In Danjaq LLC v OHIM T-435/05 30 June 2009 (unreported) the Court of First Instance (CFI) upheld a decision of the Board of Appeal of Office of Harmonization for the Internal Market (OHIM) that a film title is an indicator of artistic, but not commercial, origin and, as such, is not a trade mark.

BACKGROUND

In June 2001, Mission Productions Gesellschaft für Film-, Fernseh- und Veranstaltungsproduktion filed a trade mark application with OHIM for the word mark Dr. No for a wide range of goods.

Danjaq LLC, which owns the intellectual property associated with James Bond, filed an opposition based on its earlier, allegedly well known, unregistered marks Dr. No and Dr. NO based on their use in the course of trade on films, DVDs and associated merchandise. OHIM rejected the opposition and an appeal to OHIM’s Board of Appeal was dismissed. Danjaq appealed to the CFI

DECISION

In assessing whether the unregistered marks Dr. No and Dr. NO were well known trade marks, the CFI considered whether these marks had been used by Danjaq prior to the date of Mission Production’s application. The Court found that they had not:

… the signs … do not indicate the commercial origin of the films, but rather their artistic origin. For the average consumer, the signs in question, affixed to the covers of the video cassettes or to the DVDs, help to distinguish that film from other films in the ‘James Bond’ series. The commercial origin of the film is indicated by other signs, such as ‘007’ or ‘James Bond’ …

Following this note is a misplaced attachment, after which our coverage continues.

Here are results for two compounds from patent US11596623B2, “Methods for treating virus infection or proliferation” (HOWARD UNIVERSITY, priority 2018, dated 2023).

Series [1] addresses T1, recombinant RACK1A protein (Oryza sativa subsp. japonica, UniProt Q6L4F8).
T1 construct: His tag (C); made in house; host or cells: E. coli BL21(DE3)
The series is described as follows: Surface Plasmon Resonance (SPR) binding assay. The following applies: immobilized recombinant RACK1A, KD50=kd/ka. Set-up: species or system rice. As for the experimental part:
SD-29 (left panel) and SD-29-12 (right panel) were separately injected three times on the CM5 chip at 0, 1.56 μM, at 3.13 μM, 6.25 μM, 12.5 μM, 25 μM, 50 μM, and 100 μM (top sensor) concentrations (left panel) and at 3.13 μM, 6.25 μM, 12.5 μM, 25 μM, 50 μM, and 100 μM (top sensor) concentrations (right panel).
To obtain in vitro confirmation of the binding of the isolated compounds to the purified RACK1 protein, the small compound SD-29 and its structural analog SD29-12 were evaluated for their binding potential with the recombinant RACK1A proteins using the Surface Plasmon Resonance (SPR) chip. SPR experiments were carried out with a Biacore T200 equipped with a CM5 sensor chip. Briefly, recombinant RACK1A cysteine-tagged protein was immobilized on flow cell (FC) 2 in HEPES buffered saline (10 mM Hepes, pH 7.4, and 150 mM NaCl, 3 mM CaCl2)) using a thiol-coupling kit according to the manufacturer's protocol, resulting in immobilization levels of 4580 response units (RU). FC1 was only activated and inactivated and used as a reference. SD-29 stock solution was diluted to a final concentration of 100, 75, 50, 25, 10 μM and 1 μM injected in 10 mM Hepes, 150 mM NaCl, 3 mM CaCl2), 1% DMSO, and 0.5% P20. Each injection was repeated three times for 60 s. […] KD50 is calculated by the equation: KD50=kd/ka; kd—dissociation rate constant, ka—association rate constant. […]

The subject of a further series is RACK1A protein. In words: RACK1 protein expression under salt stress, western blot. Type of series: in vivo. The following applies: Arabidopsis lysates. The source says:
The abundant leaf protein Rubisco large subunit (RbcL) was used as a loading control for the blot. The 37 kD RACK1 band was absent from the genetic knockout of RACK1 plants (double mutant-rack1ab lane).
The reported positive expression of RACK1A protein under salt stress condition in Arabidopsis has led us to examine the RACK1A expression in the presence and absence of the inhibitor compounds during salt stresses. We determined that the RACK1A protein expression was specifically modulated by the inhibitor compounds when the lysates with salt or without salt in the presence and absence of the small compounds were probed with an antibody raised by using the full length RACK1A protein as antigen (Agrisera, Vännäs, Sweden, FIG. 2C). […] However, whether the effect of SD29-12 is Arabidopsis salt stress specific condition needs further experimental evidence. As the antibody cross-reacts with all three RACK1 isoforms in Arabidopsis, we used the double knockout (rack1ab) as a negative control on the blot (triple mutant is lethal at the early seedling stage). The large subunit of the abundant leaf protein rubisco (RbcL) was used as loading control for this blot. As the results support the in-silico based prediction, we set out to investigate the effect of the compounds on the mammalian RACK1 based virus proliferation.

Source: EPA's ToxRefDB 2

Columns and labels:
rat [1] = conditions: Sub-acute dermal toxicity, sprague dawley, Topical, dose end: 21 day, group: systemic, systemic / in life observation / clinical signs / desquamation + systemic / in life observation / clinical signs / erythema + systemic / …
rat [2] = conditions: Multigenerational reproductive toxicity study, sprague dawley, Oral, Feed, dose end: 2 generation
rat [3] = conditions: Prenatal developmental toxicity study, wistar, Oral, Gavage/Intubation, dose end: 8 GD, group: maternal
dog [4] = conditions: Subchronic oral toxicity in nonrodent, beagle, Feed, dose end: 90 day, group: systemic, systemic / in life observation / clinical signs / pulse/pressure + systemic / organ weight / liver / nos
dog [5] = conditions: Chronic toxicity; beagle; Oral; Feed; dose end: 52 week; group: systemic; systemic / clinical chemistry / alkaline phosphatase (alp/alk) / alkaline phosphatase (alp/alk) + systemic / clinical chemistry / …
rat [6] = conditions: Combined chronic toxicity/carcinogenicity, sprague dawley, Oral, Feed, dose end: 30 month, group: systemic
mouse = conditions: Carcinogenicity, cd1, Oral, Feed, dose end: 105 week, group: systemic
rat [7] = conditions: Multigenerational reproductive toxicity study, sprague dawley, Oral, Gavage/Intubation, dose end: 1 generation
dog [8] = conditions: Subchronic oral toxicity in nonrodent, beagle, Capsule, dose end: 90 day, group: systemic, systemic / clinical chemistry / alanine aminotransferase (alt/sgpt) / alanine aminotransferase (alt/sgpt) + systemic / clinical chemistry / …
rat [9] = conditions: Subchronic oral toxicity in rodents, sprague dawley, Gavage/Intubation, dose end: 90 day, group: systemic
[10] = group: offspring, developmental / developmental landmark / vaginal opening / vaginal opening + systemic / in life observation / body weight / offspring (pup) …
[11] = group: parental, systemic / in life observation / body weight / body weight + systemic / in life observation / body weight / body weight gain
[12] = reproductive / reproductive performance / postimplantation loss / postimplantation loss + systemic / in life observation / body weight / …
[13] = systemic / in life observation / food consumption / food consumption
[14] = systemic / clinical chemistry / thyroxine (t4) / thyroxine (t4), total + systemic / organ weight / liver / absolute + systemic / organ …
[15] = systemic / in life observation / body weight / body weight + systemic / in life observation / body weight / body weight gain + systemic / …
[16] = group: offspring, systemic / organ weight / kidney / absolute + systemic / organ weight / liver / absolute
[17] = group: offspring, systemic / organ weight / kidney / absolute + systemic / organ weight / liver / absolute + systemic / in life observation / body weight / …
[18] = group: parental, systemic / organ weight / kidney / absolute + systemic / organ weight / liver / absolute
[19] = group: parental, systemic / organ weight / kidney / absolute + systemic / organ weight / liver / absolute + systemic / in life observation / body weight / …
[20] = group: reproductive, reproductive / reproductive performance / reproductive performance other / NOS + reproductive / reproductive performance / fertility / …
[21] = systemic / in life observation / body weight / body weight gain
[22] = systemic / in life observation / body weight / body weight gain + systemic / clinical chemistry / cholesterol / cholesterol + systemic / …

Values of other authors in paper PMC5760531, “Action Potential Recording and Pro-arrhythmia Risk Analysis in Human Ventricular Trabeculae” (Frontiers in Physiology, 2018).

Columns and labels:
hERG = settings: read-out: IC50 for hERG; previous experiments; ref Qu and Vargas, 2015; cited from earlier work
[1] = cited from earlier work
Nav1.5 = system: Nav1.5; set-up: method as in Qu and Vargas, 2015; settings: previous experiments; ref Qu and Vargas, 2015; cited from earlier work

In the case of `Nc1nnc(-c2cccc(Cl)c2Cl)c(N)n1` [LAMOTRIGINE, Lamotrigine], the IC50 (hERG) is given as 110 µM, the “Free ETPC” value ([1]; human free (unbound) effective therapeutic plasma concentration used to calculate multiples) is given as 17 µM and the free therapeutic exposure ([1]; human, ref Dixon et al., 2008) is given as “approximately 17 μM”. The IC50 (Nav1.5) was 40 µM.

The CFI applied the same logic to Dr. No merchandise.

It followed that the signs could not be well known marks within the meaning of Article 8(2)(c) of Regulation No 40/94 and Article 6 bis of the Paris Convention. It was therefore not necessary to determine whether or not there was any likelihood of confusion. Danjaq also argued that the signs Dr. No and Dr. NO are protected, as distinctive titles of a film pursuant to Article 8(4) of the Regulation and under national laws of Member States that protect the titles of artistic works against the use of a subsequent mark. Sweden and Germany were identified as Member States conferring such protection. However, the Court determined that Danjaq had failed to establish the use of the title of the film Dr. No in the course of trade in Germany and Sweden before the date of Mission Production’s application, which could, according to the Court, have been done “without too much difficulty”.

The action was therefore dismissed in its entirety.